How does Spinoza’s idea of substance accord with our current thinking in physics? There are many aspects which parallel the current quest to unify the fundamental forces (electromagnetic, string and weak nuclear and gravity) as aspects of a single reality. Quantum mechanics and general relativity have provided a series of separate unifications of previously separate concepts: matter and energy, time and space, waves and particles. The intellectual goal of the current century must be the synthesis of a quantum theory of gravity whereby all the laws of physics can be derived from a single underlying essence. This essence will likely be a form of field within which energy is quantised so as to give rise to the strange manifestations of wave-particle duality observed. At the same time the theory must account for the bending of space-time by matter through the gravitational force.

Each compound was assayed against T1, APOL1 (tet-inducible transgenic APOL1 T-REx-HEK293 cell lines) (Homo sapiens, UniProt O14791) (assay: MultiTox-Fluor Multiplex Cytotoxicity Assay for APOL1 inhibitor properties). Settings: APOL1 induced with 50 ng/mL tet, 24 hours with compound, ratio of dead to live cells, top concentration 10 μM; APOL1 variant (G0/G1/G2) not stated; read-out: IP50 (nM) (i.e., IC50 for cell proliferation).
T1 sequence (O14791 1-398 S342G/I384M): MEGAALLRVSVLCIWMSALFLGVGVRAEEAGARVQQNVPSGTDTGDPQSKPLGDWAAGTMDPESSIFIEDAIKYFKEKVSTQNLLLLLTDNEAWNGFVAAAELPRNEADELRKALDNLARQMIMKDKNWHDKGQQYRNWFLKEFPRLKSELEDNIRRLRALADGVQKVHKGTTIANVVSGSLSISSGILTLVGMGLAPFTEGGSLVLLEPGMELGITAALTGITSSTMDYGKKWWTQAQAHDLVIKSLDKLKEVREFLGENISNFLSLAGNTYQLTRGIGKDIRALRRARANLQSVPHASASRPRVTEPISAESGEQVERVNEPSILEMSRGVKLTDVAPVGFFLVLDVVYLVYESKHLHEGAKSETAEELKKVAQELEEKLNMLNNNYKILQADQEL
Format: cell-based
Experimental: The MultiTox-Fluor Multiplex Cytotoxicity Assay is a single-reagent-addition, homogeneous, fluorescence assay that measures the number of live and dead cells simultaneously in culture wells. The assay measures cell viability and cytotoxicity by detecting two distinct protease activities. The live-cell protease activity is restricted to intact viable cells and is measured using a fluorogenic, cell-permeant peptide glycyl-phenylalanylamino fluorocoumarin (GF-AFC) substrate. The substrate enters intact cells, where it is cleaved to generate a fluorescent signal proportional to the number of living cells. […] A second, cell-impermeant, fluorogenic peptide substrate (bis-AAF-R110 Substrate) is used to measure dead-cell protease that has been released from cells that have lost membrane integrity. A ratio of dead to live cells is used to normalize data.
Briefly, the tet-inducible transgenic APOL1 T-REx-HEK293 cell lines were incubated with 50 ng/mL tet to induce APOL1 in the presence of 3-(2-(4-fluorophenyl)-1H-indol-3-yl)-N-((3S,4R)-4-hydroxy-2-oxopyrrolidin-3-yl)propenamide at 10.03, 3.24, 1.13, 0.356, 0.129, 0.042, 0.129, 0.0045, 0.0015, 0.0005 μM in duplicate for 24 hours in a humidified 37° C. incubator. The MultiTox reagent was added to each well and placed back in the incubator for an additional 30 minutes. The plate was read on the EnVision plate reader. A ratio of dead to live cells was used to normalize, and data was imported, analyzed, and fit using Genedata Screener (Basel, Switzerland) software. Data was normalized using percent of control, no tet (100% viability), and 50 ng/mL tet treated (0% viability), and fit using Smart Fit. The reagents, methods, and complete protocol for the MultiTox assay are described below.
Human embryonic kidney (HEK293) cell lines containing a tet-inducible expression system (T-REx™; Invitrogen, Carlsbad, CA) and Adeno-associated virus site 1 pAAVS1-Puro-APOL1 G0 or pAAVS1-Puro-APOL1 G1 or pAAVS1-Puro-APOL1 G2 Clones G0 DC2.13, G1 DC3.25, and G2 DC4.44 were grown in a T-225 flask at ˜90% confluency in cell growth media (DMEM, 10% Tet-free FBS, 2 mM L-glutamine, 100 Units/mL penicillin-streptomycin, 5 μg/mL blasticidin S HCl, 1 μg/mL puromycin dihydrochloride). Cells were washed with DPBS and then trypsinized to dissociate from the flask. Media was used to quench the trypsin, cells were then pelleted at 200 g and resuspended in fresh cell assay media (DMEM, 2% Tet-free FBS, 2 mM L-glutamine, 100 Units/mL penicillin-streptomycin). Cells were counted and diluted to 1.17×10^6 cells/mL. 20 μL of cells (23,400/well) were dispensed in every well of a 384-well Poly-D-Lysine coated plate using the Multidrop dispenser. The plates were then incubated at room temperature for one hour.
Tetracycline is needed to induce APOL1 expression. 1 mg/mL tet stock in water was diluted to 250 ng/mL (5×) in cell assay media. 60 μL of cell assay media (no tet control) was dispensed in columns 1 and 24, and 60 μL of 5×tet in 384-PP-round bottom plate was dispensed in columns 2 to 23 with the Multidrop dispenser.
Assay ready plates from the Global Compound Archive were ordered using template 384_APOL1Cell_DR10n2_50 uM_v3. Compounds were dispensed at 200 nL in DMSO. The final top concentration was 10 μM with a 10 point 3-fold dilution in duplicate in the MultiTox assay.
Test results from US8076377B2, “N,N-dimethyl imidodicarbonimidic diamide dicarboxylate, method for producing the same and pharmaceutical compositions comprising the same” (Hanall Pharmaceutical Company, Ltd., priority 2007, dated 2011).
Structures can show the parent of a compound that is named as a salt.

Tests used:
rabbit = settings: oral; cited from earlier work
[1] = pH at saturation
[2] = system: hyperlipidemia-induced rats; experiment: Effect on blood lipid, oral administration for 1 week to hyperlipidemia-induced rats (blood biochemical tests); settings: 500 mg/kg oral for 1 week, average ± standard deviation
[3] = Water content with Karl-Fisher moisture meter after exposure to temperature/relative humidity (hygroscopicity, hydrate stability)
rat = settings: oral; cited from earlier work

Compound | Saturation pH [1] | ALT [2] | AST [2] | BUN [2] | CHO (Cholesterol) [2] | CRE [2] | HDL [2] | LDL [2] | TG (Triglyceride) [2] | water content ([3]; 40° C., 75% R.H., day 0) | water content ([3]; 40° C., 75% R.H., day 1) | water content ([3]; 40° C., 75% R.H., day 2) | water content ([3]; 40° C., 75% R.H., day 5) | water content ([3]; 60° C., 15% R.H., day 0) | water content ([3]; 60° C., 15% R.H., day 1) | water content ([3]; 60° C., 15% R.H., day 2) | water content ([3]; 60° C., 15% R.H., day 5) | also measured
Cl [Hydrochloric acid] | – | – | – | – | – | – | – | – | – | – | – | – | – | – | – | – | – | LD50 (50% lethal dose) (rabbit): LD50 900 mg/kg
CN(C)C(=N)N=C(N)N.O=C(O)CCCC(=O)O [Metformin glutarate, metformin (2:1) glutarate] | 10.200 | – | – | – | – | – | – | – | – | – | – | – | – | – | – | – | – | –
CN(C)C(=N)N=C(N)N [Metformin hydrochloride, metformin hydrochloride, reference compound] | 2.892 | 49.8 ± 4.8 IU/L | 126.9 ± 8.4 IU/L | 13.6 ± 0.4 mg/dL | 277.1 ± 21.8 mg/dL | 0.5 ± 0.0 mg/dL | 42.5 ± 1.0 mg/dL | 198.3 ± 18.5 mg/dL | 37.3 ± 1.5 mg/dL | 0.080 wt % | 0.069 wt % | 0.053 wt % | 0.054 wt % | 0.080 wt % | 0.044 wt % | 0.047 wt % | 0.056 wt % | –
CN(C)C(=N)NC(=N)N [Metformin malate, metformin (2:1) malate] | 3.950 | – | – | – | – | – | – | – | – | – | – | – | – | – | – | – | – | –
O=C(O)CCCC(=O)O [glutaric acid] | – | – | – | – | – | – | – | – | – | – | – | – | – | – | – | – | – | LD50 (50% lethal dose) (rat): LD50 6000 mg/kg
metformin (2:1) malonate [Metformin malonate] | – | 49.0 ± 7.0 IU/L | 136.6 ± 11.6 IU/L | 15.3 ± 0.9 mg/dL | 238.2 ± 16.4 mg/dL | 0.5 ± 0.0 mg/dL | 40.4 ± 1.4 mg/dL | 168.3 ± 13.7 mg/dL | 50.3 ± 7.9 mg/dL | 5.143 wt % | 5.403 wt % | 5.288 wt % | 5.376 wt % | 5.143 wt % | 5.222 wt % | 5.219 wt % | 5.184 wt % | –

There are some striking similarities here with Spinoza’s work. All fundamental forces except gravity can be successfully accommodated within quantum field theory. Gravity and quantum mechanics then are different aspects under which reality is manifested. Similarly, particles such as electrons can be perceived either as waves or as particles depending upon the experimental conditions of the observer. In reality, electrons are neither classical waves or particles – these are just modes of their actual essence – a quantised field.